I've been sitting on the story for a few days now thinking about what angle I want to write about. The more I read through the article in the New Yorker, the more tragic the story sounded to me. Here's a man who put his faith (and money) with a family friend, and now he's about to go down with the ship, most likely as a victim of being in the wrong place at the wrong time.
Fred Wilpon is by all accounts an inspiring person. A self made man, raised in a middle class family, friend of Sandy Koufax, an avid fan of the game of baseball, and a great ambassador for the sport. Born and bred in Brooklyn, his admiration for Jackie Robinson is second to none and his ties to the Dodgers and Ebbets Field are obvious (as noted by anyone who visits the Citi Field rotunda)
His successes range from skyscrapers to television networks and he amassed all of his fortunes without stepping on the kind of toes many of his fellow millionaires would have done. And yet, after 31 years of ownership, Wilpon finds himself on the brink of losing his most prized possession, the Mets. His motives seem pure and his intentions seem honest, but somehow Wilpon got himself mixed into the Bernie Madoff Ponzi scheme of 2008 and now an army of lawyers have come to the table to take their pound of flesh. For Wilpon, that likely means his ownership stake in the Mets is chopped into tiny bits in order to cover the nearly $1Billion in returns that prosecutors are looking for in compensation for fellow victims.
So while most writers and bloggers out there are either laughing at his plight, or slamming him for his remarks about his own players and team, I can't help but feel a little bit of pity for the man. Here's a guy who has poured more money into his own club in recent years than anyone not named Steinbrenner or Henry. Everytime his GM came to the well wanting to throw ridiculous contract offers towards the likes of Carlos Delgado and Oliver Perez, Wilpon said "Where do I sign?" The Mets have been bad in recent years, but certainly not due to Wilpon being cheap or any lack of effort on his part.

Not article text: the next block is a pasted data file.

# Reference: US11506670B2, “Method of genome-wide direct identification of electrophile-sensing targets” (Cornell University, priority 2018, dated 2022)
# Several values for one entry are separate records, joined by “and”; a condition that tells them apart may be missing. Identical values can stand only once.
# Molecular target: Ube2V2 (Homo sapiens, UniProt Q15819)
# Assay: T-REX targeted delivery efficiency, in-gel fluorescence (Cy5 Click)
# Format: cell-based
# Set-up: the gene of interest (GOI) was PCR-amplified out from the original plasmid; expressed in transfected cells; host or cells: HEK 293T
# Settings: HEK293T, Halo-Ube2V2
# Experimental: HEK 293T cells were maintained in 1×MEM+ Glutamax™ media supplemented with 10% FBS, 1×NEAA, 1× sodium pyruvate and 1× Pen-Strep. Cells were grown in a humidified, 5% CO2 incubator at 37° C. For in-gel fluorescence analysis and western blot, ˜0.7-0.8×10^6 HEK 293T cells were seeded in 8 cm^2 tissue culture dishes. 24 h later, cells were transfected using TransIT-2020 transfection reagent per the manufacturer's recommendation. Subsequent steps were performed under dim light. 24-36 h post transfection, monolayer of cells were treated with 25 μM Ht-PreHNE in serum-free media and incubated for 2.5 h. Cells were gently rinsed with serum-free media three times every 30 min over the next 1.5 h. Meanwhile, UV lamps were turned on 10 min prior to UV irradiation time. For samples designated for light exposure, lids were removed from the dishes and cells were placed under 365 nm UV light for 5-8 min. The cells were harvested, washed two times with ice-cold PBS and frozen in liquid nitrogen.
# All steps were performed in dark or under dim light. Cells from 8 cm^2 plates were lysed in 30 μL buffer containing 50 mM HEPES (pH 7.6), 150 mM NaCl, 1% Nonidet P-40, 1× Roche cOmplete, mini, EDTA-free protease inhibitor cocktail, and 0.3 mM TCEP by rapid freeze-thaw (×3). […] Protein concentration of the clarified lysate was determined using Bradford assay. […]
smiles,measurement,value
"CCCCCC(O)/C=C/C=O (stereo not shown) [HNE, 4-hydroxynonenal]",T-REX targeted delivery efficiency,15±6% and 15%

The fact of the matter is that when teams like the Mets and Dodgers go through these sort of financial meltdowns, it's bad news for baseball. Baseball needs to be successful in the largest markets in the country in order for the smaller markets to thrive. So while I don't condone Wilpon saying his team is "lousy" and that David Wright is a "good kid, but not a superstar," I can't help but feel those words are the result of the frustration of a 74 yr old man who is being taken down an ugly path.
A year or two from now, it's likely that the current Mets team is blown to bits. Jose Reyes is a free agent at the end of the year, Carlos Beltran is likely to be shopped around at the deadline, and David Wright is equal trade bait. K-Rod is due a huge salary bump unless he misses certain incentives (which you can bet the Mets will avoid), and Johan Santana is still on a slow recovery from Tommy John. What good does a team of Justin Turners and Ike Davises do for baseball? Are Phillies fans excited to see the Mets roll into town with a AAA roster just so we can beat up on them? Does baseball thrive when the biggest market in the country can't sell out a single game? It's a sad story for Mets fans, and baseball fans alike.